Why did you choose Mount Rainier as the first National Park for your series? Having grown up in the local area and also having had the privilege of working in the park—how could I not? In many ways, my heart lives there. That’s one aspect of the Vintage National Parks novels that excites me. Many people have a deep heart connection to one or more of our parks, and that’s the passion I’m trying to tap into.
Are Paradise and Longmire still there? Most definitely. People joke about Longmire being a “bathroom break” on the way to Paradise, but it has a beauty all its own. The rustic buildings I describe in the novel still stand, with their needle-and-moss-coated roofs and stone walkways. The old park headquarters is now the Longmire museum, and Ford’s loft office serves the naturalist staff. The administrative building (that Margie’s father was helping to fund in the story) is across the street and has the wide and welcoming front porch that Ford had envisioned. The National Park Inn is a beautiful place where you can sit in a rocking chair on the front porch and watch the sunset over Rampart Ridge and the dome of Mount Rainier.
Up at Paradise, the historic Paradise Inn is celebrating its 100th anniversary this year. The Inn, Guide House, and the historic Paradise Ranger Station still stand as cornerstones of the Paradise area. Gone is the meadow campground and many of the “improvements” made in the 1920s-30s (cabins, golf course, etc.) that Margie so feared. There is a beautiful modern visitor center, constructed to match the historic architecture of the area.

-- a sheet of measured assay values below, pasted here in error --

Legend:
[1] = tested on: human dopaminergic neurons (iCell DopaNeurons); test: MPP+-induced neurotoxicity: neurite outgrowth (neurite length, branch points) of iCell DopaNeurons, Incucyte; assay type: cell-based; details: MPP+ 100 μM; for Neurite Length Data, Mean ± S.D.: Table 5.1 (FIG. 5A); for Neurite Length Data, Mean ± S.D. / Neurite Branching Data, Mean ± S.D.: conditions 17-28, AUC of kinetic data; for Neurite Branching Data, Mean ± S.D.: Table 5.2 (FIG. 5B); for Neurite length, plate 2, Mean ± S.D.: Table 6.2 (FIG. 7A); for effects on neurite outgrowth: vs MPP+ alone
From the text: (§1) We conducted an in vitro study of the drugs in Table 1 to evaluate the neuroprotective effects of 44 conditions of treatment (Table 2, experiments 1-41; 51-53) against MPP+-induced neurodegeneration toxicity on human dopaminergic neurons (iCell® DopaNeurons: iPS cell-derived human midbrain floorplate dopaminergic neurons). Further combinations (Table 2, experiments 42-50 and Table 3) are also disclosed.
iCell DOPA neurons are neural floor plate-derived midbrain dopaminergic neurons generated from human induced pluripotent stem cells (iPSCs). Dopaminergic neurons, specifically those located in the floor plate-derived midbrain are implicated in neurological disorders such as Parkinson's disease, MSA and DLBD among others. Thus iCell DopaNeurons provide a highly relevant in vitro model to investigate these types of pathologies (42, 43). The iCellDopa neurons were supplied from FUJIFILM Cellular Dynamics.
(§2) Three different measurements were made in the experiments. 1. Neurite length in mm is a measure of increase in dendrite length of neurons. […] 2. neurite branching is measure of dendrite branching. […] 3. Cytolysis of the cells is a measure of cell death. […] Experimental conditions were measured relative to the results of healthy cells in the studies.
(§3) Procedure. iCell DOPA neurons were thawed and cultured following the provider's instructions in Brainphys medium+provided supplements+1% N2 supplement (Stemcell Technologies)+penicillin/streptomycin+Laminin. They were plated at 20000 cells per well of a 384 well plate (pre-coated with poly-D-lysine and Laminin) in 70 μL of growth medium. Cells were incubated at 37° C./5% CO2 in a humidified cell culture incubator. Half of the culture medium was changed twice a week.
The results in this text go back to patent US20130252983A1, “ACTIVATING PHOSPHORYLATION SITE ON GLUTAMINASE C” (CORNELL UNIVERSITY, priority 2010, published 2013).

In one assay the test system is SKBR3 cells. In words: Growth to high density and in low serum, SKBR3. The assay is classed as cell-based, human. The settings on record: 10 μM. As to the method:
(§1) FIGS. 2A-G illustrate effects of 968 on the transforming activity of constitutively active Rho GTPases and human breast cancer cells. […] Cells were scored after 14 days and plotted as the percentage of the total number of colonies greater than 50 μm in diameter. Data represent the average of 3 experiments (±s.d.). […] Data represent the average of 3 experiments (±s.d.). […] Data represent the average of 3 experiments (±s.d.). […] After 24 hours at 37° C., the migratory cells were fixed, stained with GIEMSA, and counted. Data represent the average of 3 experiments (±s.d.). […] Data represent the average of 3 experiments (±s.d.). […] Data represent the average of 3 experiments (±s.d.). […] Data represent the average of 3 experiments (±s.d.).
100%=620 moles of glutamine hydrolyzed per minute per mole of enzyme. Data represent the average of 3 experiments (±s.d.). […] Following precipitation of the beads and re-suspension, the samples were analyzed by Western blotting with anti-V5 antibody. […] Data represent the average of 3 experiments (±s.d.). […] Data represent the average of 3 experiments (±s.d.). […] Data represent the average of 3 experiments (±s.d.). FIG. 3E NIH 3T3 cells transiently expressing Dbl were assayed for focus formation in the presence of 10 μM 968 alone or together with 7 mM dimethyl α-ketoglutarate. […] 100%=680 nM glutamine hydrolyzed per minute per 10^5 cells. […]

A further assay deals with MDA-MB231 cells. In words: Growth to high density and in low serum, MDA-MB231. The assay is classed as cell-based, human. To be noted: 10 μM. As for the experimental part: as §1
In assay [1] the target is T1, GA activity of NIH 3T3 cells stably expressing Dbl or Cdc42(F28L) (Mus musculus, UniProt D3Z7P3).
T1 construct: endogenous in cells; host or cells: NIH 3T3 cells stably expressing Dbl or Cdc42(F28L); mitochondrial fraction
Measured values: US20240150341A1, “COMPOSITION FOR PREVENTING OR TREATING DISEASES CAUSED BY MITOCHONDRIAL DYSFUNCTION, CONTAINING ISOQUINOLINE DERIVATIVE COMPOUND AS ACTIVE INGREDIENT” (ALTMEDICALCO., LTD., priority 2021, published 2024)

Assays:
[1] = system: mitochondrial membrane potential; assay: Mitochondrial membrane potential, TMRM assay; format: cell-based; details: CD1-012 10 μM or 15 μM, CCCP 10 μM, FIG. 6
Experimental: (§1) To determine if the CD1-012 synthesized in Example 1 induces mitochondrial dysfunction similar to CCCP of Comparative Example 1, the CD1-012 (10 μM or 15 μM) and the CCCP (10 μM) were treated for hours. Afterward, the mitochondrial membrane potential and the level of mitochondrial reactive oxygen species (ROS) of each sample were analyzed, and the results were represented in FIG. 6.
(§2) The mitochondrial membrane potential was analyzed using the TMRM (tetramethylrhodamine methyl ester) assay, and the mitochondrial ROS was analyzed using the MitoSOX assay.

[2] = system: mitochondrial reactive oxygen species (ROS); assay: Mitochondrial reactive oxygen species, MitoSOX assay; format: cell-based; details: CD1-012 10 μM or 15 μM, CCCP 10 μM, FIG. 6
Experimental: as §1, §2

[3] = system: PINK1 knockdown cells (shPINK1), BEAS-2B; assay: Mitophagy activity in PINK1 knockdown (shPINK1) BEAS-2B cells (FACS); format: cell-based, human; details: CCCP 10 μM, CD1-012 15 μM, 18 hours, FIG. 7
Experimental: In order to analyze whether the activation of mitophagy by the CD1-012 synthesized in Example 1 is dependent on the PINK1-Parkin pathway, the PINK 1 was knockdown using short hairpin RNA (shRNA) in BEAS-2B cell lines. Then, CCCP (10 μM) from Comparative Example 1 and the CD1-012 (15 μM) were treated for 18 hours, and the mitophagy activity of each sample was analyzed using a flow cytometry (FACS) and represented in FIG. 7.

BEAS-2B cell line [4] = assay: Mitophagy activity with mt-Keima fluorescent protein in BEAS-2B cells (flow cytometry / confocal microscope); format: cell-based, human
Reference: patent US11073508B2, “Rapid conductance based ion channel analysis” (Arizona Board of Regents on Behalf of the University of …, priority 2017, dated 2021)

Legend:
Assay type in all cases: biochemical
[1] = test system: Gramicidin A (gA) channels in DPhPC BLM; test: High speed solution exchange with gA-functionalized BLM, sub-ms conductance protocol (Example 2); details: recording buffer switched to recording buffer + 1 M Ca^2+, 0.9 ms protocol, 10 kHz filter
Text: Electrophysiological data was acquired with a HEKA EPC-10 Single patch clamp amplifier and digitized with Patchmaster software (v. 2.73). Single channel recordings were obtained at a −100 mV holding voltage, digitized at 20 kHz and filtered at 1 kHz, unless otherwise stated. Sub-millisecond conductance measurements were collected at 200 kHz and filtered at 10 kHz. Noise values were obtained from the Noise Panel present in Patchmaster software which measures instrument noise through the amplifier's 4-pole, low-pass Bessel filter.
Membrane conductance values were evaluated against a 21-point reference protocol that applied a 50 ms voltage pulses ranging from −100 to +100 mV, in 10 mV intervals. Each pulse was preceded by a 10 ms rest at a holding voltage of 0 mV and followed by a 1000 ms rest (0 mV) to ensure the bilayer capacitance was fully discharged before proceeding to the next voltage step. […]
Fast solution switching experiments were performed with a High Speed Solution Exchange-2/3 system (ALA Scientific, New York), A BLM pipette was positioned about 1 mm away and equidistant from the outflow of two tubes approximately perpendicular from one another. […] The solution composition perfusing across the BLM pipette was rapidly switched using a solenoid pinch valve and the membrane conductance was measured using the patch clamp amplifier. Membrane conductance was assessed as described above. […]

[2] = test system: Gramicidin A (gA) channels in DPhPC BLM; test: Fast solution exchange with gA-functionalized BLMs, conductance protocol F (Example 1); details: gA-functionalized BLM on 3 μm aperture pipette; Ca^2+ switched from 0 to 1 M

How did the characters of Margie and Ford develop? I based Ford on many of the men I met while I worked in parks, especially those from the state park system. The NPS has become quite streamlined, and employees serve in more focused positions today than they would have in 1927. But when I worked for the state parks, I met people who were skilled at serving as a “jack of all trades,” like I imagined National Park rangers must have been in a bygone era—capable of busting trail, helping visitors, filing reports and repairing tools. I remember many of these guys being tough (some would say “redneck”) fellows with hearts of gold and a deep love for their work.